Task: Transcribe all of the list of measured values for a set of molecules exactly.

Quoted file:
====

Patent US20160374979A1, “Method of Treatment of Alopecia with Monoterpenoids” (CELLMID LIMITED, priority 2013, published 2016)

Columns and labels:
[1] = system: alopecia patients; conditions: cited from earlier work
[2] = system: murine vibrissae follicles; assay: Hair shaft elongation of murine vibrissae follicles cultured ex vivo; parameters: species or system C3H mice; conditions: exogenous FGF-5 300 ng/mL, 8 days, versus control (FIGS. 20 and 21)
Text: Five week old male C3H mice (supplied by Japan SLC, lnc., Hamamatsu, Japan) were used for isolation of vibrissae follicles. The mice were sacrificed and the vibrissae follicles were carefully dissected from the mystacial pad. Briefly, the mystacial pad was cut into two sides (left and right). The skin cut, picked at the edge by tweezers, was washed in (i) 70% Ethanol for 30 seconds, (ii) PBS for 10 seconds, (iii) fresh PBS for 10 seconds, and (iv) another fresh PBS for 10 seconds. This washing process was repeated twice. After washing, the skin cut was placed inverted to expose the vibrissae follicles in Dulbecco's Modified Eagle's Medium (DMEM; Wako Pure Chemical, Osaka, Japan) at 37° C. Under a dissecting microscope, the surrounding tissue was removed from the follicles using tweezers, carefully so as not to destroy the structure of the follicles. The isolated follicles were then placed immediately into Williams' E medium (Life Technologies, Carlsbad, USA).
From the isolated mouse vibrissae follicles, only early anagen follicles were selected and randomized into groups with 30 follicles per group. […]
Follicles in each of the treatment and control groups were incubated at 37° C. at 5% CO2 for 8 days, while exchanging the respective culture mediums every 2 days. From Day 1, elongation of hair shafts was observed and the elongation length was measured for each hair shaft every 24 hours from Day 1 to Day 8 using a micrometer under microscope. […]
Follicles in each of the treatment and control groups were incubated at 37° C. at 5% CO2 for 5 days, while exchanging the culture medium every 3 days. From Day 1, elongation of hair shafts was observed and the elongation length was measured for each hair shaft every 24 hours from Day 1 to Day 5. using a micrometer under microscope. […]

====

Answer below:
Patent US20160374979A1, “Method of Treatment of Alopecia with Monoterpenoids” (CELLMID LIMITED, priority 2013, published 2016)

Columns and labels:
[1] = system: alopecia patients; conditions: cited from earlier work
[2] = system: murine vibrissae follicles; assay: Hair shaft elongation of murine vibrissae follicles cultured ex vivo; parameters: species or system C3H mice; conditions: exogenous FGF-5 300 ng/mL, 8 days, versus control (FIGS. 20 and 21)
Text: Five week old male C3H mice (supplied by Japan SLC, lnc., Hamamatsu, Japan) were used for isolation of vibrissae follicles. The mice were sacrificed and the vibrissae follicles were carefully dissected from the mystacial pad. Briefly, the mystacial pad was cut into two sides (left and right). The skin cut, picked at the edge by tweezers, was washed in (i) 70% Ethanol for 30 seconds, (ii) PBS for 10 seconds, (iii) fresh PBS for 10 seconds, and (iv) another fresh PBS for 10 seconds. This washing process was repeated twice. After washing, the skin cut was placed inverted to expose the vibrissae follicles in Dulbecco's Modified Eagle's Medium (DMEM; Wako Pure Chemical, Osaka, Japan) at 37° C. Under a dissecting microscope, the surrounding tissue was removed from the follicles using tweezers, carefully so as not to destroy the structure of the follicles. The isolated follicles were then placed immediately into Williams' E medium (Life Technologies, Carlsbad, USA).
From the isolated mouse vibrissae follicles, only early anagen follicles were selected and randomized into groups with 30 follicles per group. […]
Follicles in each of the treatment and control groups were incubated at 37° C. at 5% CO2 for 8 days, while exchanging the respective culture mediums every 2 days. From Day 1, elongation of hair shafts was observed and the elongation length was measured for each hair shaft every 24 hours from Day 1 to Day 8 using a micrometer under microscope. […]
Follicles in each of the treatment and control groups were incubated at 37° C. at 5% CO2 for 5 days, while exchanging the culture medium every 3 days. From Day 1, elongation of hair shafts was observed and the elongation length was measured for each hair shaft every 24 hours from Day 1 to Day 5. using a micrometer under microscope. […]